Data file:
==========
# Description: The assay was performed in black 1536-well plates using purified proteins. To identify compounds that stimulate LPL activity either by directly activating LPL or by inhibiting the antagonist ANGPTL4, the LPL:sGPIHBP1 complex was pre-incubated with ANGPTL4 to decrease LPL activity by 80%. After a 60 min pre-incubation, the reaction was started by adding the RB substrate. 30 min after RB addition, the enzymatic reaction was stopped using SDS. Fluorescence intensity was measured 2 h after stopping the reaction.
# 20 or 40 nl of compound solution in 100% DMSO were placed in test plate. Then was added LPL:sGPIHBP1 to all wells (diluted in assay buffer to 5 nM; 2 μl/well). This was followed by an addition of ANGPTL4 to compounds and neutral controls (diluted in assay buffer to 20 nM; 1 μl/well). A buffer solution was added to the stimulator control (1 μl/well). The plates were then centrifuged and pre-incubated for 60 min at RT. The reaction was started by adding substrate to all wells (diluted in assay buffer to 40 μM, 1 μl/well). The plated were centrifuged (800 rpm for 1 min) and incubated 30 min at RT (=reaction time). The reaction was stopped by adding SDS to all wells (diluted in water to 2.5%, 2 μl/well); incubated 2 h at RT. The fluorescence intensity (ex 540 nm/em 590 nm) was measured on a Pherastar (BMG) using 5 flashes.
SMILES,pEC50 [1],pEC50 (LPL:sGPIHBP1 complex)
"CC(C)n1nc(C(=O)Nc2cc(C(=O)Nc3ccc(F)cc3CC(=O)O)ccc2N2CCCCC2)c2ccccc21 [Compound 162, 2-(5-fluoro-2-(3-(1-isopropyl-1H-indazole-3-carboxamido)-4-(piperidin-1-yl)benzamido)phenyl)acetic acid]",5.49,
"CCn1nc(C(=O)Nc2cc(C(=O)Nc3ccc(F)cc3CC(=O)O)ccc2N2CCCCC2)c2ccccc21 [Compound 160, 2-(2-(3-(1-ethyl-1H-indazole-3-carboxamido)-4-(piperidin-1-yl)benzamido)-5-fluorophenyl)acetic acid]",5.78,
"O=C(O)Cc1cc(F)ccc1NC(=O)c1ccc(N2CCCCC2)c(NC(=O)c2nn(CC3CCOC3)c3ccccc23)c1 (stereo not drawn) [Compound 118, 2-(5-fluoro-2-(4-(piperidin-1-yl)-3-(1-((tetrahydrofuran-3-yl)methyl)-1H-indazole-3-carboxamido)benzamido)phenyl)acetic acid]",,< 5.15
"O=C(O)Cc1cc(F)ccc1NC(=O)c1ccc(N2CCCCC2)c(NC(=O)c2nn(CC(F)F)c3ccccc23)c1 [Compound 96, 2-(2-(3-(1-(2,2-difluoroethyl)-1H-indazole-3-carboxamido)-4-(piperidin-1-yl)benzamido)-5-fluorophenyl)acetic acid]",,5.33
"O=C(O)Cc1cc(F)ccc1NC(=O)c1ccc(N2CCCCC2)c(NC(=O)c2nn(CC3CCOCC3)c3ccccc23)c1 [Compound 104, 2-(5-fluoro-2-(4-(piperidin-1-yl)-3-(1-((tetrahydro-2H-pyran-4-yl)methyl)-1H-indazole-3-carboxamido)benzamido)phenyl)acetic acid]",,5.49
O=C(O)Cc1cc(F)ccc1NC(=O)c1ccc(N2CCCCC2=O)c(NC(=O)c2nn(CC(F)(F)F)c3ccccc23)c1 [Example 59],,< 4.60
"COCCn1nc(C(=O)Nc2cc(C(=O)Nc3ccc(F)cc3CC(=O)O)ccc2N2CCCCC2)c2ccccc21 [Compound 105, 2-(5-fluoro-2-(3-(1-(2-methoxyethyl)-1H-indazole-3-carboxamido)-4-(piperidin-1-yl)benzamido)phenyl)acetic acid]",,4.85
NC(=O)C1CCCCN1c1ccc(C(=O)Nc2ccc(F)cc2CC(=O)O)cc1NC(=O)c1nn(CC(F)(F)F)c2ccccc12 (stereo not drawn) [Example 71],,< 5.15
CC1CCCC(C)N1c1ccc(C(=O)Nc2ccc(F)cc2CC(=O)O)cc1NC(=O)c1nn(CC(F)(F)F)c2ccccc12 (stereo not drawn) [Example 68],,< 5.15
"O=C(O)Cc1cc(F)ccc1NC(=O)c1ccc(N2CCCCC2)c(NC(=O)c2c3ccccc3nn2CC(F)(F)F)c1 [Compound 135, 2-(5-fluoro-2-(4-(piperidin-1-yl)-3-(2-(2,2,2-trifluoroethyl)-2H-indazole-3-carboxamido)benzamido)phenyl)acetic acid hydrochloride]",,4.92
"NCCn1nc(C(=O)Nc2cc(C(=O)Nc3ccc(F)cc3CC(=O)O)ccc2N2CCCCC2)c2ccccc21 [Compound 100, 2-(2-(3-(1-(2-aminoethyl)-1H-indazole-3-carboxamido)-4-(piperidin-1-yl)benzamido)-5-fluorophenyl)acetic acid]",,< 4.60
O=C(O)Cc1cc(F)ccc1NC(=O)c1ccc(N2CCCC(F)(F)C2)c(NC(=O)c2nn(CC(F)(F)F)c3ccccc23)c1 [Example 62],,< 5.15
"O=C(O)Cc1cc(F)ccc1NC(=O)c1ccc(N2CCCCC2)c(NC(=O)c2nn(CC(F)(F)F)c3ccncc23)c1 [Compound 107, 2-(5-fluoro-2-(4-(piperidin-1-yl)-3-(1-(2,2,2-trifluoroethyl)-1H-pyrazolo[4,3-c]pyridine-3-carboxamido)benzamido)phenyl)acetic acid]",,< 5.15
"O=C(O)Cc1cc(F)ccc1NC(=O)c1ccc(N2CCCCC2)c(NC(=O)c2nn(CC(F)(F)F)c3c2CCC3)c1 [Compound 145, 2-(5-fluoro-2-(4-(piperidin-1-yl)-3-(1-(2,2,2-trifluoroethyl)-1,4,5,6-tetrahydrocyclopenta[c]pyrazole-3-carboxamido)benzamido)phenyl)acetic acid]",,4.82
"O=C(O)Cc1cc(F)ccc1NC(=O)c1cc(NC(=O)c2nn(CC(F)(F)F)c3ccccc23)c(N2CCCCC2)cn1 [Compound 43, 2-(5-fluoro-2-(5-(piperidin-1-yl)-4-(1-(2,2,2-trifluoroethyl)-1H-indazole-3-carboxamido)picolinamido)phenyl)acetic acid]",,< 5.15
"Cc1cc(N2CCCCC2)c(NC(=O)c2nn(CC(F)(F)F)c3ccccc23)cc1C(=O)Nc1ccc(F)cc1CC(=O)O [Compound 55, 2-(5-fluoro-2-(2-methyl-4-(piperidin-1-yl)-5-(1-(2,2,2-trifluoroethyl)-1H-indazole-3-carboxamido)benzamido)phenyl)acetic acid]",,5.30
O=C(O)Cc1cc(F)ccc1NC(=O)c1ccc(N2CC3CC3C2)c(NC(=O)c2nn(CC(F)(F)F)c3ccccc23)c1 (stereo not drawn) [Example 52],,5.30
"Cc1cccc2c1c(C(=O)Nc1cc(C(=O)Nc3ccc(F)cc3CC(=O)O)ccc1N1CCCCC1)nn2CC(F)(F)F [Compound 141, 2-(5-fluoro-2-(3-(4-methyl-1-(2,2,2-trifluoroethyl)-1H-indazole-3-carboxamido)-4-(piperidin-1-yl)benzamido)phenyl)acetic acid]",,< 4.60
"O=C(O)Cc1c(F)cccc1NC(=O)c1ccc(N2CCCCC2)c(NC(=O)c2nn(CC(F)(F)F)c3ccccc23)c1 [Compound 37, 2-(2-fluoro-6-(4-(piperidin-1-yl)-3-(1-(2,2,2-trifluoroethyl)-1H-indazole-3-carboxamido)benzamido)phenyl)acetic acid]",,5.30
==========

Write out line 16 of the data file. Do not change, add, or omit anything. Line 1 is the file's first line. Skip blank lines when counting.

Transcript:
"O=C(O)Cc1cc(F)ccc1NC(=O)c1ccc(N2CCCCC2)c(NC(=O)c2nn(CC(F)(F)F)c3ccncc23)c1 [Compound 107, 2-(5-fluoro-2-(4-(piperidin-1-yl)-3-(1-(2,2,2-trifluoroethyl)-1H-pyrazolo[4,3-c]pyridine-3-carboxamido)benzamido)phenyl)acetic acid]",,< 5.15